Baltimore Addresses Plastic Pollution

Our hometown of Baltimore is currently considering legislation to reduce plastic pollution by eliminating the distribution of single-use plastic bags.

Published August 13, 2019

We support policies in Baltimore and beyond that aim to curb plastic pollution in communities, waterways and wildlife habitats. Last year alone, the National Aquarium removed 2,639 plastic bags from streams, rivers and wetlands in Baltimore City. We believe plastic pollution is an issue we can stop in our lifetime.

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As the City Council considers this legislation, we chatted with our experts to help answer your questions about this bill and how it will impact efforts to reduce plastic pollution.

Q: What is the bag bill that has been introduced by members of the Baltimore City Council?

A: The bill, formally referred to as the Comprehensive Bag Reduction bill, bans single-use plastic checkout bags that are commonly found at retailers across the city. The bill also mandates a fee for paper or compostable plastic bags given away at checkout. The fee is designed to encourage shoppers to bring their own reusable shopping bags. The bag fee will be waived for shoppers who rely on SNAP, WIC and similar assistance programs.

We hope the funds generated by the paper bag fee will be used to purchase reusable bags for city residents and support litter mitigation and prevention efforts. As more people own and use reusable bags, the number of single-use bags being used will decrease, resulting in less plastic pollution.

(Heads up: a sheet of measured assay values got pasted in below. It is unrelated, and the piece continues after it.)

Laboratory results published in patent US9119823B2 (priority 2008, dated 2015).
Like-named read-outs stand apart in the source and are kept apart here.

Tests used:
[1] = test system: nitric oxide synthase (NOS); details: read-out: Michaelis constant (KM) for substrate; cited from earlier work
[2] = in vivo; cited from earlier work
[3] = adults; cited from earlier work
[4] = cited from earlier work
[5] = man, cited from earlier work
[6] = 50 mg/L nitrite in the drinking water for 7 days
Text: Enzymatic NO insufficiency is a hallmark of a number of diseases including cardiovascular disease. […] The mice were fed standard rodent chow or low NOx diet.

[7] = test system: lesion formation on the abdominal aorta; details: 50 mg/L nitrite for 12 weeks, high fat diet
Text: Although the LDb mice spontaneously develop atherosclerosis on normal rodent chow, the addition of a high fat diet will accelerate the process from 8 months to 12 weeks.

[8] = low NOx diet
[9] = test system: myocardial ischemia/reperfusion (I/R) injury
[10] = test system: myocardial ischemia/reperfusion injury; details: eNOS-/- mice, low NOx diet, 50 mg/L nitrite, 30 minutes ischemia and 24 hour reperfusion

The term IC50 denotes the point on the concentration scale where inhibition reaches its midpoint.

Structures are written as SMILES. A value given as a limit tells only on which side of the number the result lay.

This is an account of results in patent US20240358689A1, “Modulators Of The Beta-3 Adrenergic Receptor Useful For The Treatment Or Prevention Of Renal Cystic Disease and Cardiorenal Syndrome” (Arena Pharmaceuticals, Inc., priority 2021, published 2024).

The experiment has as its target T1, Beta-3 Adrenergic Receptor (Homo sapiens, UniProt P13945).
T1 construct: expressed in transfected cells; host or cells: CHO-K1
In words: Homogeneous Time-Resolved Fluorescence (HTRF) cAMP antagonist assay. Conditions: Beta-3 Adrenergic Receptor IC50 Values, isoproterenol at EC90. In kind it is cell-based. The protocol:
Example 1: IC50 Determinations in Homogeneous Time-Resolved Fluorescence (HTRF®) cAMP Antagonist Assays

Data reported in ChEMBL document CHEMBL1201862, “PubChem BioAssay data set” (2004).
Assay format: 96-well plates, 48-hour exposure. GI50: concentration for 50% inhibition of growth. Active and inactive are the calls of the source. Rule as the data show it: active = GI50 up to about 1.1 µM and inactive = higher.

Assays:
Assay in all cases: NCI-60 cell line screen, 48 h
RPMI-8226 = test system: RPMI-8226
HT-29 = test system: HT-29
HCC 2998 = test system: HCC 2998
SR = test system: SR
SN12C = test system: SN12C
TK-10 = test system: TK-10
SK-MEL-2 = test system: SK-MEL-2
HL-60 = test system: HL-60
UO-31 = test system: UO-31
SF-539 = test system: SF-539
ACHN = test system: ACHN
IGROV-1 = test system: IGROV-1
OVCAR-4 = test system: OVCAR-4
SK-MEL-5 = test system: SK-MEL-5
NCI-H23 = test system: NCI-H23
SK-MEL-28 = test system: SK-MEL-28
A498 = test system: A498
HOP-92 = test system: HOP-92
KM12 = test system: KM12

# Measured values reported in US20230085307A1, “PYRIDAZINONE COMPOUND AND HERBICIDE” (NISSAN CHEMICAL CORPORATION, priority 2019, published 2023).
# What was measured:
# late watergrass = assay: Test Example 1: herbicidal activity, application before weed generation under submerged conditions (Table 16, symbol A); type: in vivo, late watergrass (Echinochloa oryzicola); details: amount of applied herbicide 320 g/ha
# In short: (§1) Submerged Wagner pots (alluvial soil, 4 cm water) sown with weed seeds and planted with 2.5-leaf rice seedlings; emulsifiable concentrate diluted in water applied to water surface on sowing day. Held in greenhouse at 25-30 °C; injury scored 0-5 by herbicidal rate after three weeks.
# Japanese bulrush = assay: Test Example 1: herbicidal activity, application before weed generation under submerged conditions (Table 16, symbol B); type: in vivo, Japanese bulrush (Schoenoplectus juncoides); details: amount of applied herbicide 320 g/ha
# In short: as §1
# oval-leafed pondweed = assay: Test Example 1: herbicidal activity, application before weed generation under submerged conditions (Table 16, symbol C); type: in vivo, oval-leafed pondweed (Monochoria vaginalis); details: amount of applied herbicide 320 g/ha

You can find the full text of the bill here.

Q: Why are plastic bags so bad for the environment?

A: Each year, more than 8 million metric tons of plastic enter the ocean across the globe. These floating plastics gradually break down, but never fully disintegrate or disappear. Plastic pollution poses a serious threat to both wildlife and humans. As the presence of plastic in the ocean increases, humans are consuming more microplastics through seafood and other foods.

Q: How can I help stem the tide of plastic pollution?

A: Many cities across the United States have passed or are considering similar laws, and all of these efforts may give you inspiration to form a similar push in your own community! Plastic pollution is a global problem—let decision-makers know that it matters to you that we work to reduce plastic use. Carefully consider the most equitable and impactful changes you can make, and work with leaders in your community to identify win-win scenarios wherever possible.

There are also plenty of plastic-free habits you can develop. Investing in reusable shopping bags and cutting down on single-use plastics in your home, like plastic wrap or plastic sandwich bags, is a great first step. There are plenty of alternatives to consider, including beeswax wrap and bento boxes. Check out our free, downloadable toolkit for skipping single-use plastics here.

If you'd like to show your support for eliminating single-use plastic bags and reducing plastic pollution in Baltimore City, sign our pledge here.

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